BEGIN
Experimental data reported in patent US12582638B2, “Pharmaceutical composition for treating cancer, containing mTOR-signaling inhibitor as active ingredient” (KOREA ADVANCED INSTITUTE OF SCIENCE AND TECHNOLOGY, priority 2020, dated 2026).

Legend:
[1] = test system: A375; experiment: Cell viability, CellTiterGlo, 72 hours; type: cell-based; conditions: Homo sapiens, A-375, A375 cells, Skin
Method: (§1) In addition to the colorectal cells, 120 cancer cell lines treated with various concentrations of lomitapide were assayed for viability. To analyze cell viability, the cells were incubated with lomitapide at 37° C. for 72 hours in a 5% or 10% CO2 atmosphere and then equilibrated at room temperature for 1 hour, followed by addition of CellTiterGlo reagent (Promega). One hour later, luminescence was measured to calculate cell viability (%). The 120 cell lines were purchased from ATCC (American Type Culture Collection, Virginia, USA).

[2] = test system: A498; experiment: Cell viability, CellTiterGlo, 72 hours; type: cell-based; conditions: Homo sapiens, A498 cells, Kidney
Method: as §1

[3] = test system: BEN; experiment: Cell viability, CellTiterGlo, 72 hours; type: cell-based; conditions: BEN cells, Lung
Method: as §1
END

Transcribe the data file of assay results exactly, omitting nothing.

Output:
Experimental data reported in patent US12582638B2, “Pharmaceutical composition for treating cancer, containing mTOR-signaling inhibitor as active ingredient” (KOREA ADVANCED INSTITUTE OF SCIENCE AND TECHNOLOGY, priority 2020, dated 2026).

Legend:
[1] = test system: A375; experiment: Cell viability, CellTiterGlo, 72 hours; type: cell-based; conditions: Homo sapiens, A-375, A375 cells, Skin
Method: (§1) In addition to the colorectal cells, 120 cancer cell lines treated with various concentrations of lomitapide were assayed for viability. To analyze cell viability, the cells were incubated with lomitapide at 37° C. for 72 hours in a 5% or 10% CO2 atmosphere and then equilibrated at room temperature for 1 hour, followed by addition of CellTiterGlo reagent (Promega). One hour later, luminescence was measured to calculate cell viability (%). The 120 cell lines were purchased from ATCC (American Type Culture Collection, Virginia, USA).

[2] = test system: A498; experiment: Cell viability, CellTiterGlo, 72 hours; type: cell-based; conditions: Homo sapiens, A498 cells, Kidney
Method: as §1

[3] = test system: BEN; experiment: Cell viability, CellTiterGlo, 72 hours; type: cell-based; conditions: BEN cells, Lung
Method: as §1